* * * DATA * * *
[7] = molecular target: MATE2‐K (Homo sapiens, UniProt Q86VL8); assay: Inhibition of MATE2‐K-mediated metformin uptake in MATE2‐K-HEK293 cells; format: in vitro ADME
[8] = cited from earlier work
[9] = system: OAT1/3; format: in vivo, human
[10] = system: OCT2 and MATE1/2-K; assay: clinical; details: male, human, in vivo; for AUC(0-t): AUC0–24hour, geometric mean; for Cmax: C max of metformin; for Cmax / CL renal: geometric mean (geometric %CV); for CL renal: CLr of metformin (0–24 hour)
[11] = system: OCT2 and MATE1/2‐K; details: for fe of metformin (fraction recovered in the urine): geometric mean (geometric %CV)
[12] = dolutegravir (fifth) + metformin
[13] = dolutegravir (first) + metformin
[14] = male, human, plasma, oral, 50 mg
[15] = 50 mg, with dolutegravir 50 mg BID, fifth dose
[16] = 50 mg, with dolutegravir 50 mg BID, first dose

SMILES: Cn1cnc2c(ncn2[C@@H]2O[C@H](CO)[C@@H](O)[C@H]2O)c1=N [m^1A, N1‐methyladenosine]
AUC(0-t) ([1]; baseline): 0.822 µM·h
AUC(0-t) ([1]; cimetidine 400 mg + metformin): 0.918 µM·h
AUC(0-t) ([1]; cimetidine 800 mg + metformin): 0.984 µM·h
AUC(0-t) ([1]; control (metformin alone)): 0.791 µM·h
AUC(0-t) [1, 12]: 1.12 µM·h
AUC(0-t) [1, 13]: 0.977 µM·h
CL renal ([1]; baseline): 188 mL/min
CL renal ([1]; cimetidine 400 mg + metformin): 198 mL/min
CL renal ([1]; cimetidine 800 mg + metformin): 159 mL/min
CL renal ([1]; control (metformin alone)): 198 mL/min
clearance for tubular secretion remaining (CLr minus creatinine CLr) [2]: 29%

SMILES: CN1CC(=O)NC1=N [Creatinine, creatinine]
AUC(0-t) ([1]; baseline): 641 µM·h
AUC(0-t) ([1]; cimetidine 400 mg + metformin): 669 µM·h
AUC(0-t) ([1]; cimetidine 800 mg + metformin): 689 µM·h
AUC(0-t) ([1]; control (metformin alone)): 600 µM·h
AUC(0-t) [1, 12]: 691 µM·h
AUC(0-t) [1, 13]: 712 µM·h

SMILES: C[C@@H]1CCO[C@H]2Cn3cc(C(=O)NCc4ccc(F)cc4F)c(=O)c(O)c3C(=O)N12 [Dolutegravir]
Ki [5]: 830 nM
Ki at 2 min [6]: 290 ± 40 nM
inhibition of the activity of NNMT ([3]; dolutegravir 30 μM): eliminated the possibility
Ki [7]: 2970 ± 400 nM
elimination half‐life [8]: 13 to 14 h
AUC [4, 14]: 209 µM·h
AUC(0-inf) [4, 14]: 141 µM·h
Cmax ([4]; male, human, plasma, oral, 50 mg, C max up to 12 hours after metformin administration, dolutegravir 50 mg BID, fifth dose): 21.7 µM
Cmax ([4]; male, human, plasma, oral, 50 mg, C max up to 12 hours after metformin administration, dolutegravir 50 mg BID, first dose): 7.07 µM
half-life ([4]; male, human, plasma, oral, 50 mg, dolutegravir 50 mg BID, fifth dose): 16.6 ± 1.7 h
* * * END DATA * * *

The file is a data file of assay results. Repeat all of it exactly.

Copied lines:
[7] = molecular target: MATE2‐K (Homo sapiens, UniProt Q86VL8); assay: Inhibition of MATE2‐K-mediated metformin uptake in MATE2‐K-HEK293 cells; format: in vitro ADME
[8] = cited from earlier work
[9] = system: OAT1/3; format: in vivo, human
[10] = system: OCT2 and MATE1/2-K; assay: clinical; details: male, human, in vivo; for AUC(0-t): AUC0–24hour, geometric mean; for Cmax: C max of metformin; for Cmax / CL renal: geometric mean (geometric %CV); for CL renal: CLr of metformin (0–24 hour)
[11] = system: OCT2 and MATE1/2‐K; details: for fe of metformin (fraction recovered in the urine): geometric mean (geometric %CV)
[12] = dolutegravir (fifth) + metformin
[13] = dolutegravir (first) + metformin
[14] = male, human, plasma, oral, 50 mg
[15] = 50 mg, with dolutegravir 50 mg BID, fifth dose
[16] = 50 mg, with dolutegravir 50 mg BID, first dose

SMILES: Cn1cnc2c(ncn2[C@@H]2O[C@H](CO)[C@@H](O)[C@H]2O)c1=N [m^1A, N1‐methyladenosine]
AUC(0-t) ([1]; baseline): 0.822 µM·h
AUC(0-t) ([1]; cimetidine 400 mg + metformin): 0.918 µM·h
AUC(0-t) ([1]; cimetidine 800 mg + metformin): 0.984 µM·h
AUC(0-t) ([1]; control (metformin alone)): 0.791 µM·h
AUC(0-t) [1, 12]: 1.12 µM·h
AUC(0-t) [1, 13]: 0.977 µM·h
CL renal ([1]; baseline): 188 mL/min
CL renal ([1]; cimetidine 400 mg + metformin): 198 mL/min
CL renal ([1]; cimetidine 800 mg + metformin): 159 mL/min
CL renal ([1]; control (metformin alone)): 198 mL/min
clearance for tubular secretion remaining (CLr minus creatinine CLr) [2]: 29%

SMILES: CN1CC(=O)NC1=N [Creatinine, creatinine]
AUC(0-t) ([1]; baseline): 641 µM·h
AUC(0-t) ([1]; cimetidine 400 mg + metformin): 669 µM·h
AUC(0-t) ([1]; cimetidine 800 mg + metformin): 689 µM·h
AUC(0-t) ([1]; control (metformin alone)): 600 µM·h
AUC(0-t) [1, 12]: 691 µM·h
AUC(0-t) [1, 13]: 712 µM·h

SMILES: C[C@@H]1CCO[C@H]2Cn3cc(C(=O)NCc4ccc(F)cc4F)c(=O)c(O)c3C(=O)N12 [Dolutegravir]
Ki [5]: 830 nM
Ki at 2 min [6]: 290 ± 40 nM
inhibition of the activity of NNMT ([3]; dolutegravir 30 μM): eliminated the possibility
Ki [7]: 2970 ± 400 nM
elimination half‐life [8]: 13 to 14 h
AUC [4, 14]: 209 µM·h
AUC(0-inf) [4, 14]: 141 µM·h
Cmax ([4]; male, human, plasma, oral, 50 mg, C max up to 12 hours after metformin administration, dolutegravir 50 mg BID, fifth dose): 21.7 µM
Cmax ([4]; male, human, plasma, oral, 50 mg, C max up to 12 hours after metformin administration, dolutegravir 50 mg BID, first dose): 7.07 µM
half-life ([4]; male, human, plasma, oral, 50 mg, dolutegravir 50 mg BID, fifth dose): 16.6 ± 1.7 h